<pre>
# curl http://localhost:8080/processing/
</pre>
</p>
<h2 id="troubleshooting">Troubleshooting</h2>
<dl>
<dt id="generated-sources">Cannot find <em>*Config</em> classes</dt>
<dd><p>
Several projects depend on generated configuration classes.
These are created by the <em>generate-sources</em> Maven target.
The easiest way to avoid the problem is building the project with Maven from the shell,
<em>then</em> importing in Eclipse/IntelliJ.
If the project is already imported,
first run the <em>generate-sources</em> target either from the IDE or the shell,
then mark the pertinent <em>target/generated-sources/vespa-configgen-plugin</em>
directories as source directories.
</p></dd>
<dt id="troubleshooting-maven">Maven</dt>
<dd><p>
On error:
<pre>
at org.codehaus.plexus.archiver.AbstractArchiver$1.hasNext(AbstractArchiver.java:482)
at org.codehaus.plexus.archiver.AbstractArchiver$1.hasNext(AbstractArchiver.java:482)
at org.codehaus.plexus.archiver.AbstractArchiver$1.hasNext(AbstractArchiver.java:482)
at org.codehaus.plexus.archiver.AbstractArchiver$1.hasNext(AbstractArchiver.java:482)
</pre>
increase the maven thread stack size by <em>export MAVEN_OPTS=-Xss2m</em>
</p></dd>
<dt id="running-on-linux">Running on Linux</dt>
<dd><p>
IntelliJ does not pick up custom test profiles from <code>pom.xml</code>.
If running IntelliJ on a Linux, configure its test environment with a reference to the
library path (i.e. <code>$VESPA_ROOT/lib64</code>).
The simplest way to do this is to edit the default configuration for JUnit.
</p></dd>
<dt id="ignored-provider">Ignored provider</dt>
<dd><p>
This it is usually a packaging problem:
<pre>
A provider [the class] registered in SERVER runtime does not implement any provider interfaces applicable in the SERVER runtime. Due to constraint configuration problems the provider [the class] will be ignored.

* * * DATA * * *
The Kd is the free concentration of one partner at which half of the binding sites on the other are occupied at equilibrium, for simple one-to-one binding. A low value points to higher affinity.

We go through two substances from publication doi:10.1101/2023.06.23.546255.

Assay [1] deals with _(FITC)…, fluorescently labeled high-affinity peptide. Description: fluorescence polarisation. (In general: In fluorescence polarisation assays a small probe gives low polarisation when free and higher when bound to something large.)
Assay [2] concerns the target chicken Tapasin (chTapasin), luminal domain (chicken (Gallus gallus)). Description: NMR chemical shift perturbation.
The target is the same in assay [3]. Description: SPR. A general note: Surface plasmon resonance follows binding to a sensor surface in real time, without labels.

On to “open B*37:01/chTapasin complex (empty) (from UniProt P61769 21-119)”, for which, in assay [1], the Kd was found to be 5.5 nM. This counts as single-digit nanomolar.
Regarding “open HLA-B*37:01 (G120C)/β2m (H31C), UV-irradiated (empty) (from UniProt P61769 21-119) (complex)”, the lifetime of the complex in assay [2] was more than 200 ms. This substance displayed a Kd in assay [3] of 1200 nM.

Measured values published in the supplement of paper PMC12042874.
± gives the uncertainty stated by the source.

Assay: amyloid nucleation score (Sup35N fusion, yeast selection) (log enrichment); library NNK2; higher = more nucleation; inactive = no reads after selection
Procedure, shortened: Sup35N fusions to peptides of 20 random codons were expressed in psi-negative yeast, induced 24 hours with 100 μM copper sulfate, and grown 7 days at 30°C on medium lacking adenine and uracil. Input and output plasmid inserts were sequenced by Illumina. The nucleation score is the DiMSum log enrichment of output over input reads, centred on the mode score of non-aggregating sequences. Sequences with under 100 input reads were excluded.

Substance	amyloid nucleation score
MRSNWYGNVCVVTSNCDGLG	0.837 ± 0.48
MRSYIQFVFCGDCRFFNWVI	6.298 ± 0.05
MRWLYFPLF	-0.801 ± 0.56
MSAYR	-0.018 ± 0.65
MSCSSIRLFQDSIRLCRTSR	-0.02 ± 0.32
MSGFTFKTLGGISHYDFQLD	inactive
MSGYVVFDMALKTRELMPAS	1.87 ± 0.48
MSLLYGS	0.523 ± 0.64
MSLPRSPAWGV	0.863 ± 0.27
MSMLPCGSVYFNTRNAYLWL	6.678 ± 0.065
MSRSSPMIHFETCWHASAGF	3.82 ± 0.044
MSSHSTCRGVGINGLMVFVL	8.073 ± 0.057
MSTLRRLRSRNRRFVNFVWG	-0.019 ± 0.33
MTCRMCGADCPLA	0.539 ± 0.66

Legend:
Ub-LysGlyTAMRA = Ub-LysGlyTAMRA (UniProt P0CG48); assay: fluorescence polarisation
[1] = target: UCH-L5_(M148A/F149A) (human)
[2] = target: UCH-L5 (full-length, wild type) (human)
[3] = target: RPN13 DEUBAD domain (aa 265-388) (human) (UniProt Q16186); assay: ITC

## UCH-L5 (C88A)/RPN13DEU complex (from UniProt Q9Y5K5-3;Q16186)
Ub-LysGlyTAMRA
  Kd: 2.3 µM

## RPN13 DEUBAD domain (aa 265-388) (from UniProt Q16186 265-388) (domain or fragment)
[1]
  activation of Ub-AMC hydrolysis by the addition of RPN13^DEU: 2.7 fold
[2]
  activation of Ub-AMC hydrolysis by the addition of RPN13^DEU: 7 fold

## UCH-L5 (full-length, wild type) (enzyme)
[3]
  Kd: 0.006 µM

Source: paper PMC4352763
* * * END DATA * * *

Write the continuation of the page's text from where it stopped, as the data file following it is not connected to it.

</pre>
The JAX-RS classes, like the @GET annotation, have been bundled inside the
plug-in bundle, causing the container not to recognize them as valid annotations.
The fix is using <em>mvn dependency:tree</em> to figure out what
dependency has caused JAX-RS to be included,
and then add the proper exclusion clause to pom.xml.
</p></dd>
<dt id="WebApplicationException">No result returned when throwing WebApplicationException</dt>
<dd><p>
The container has no special handling of javax.ws.rs.WebApplicationException and its subclasses.
All Jersey plug-ins must either be exception safe,
or supply the proper implementations of javax.ws.rs.ext.ExceptionMapper
for all exceptions which are expected to be thrown from the plug-in
(and annotate these with @Provider).
</p></dd>
</dl>
<h2>Basic testing</h2>
<p>
Above is a test that instantiates the Container
and lets you run requests using a browser or HTTP client,
by enabling the network interface:
<pre>
public class ApplicationMain {
@Test
public static void main(String[] args) throws Exception {
try (com.yahoo.application.Application app = com.yahoo.application.Application.fromApplicationPackage(
FileSystems.getDefault().getPath("src/main/application"),
Networking.enable)) {
app.getClass(); // throws NullPointerException
Thread.sleep(Long.MAX_VALUE);
}
}
}
</pre>
Run/debug this, and it will invoke the plugins as configured.
Most often, you will write tests like:
<pre>
import java.io.File;
import org.junit.Test;
import com.yahoo.application.Application;
import com.yahoo.search.Query;
public class ApplicationTest {
@Test
public void testContainerApplicationWithReferencedContentCluster() throws Exception {
try (Application application =
Application.fromApplicationPackage(new File("myapplication/"),
Networking.disable) ) {
byte[] response = application.getJDisc("foo").search().processAndRender(chainId, rendererId,
new Query("?query=foo"));
...
}
}
}
</pre>
By disabling the network interface, you eliminate port conflicts, and you can run tests in parallel.
</p>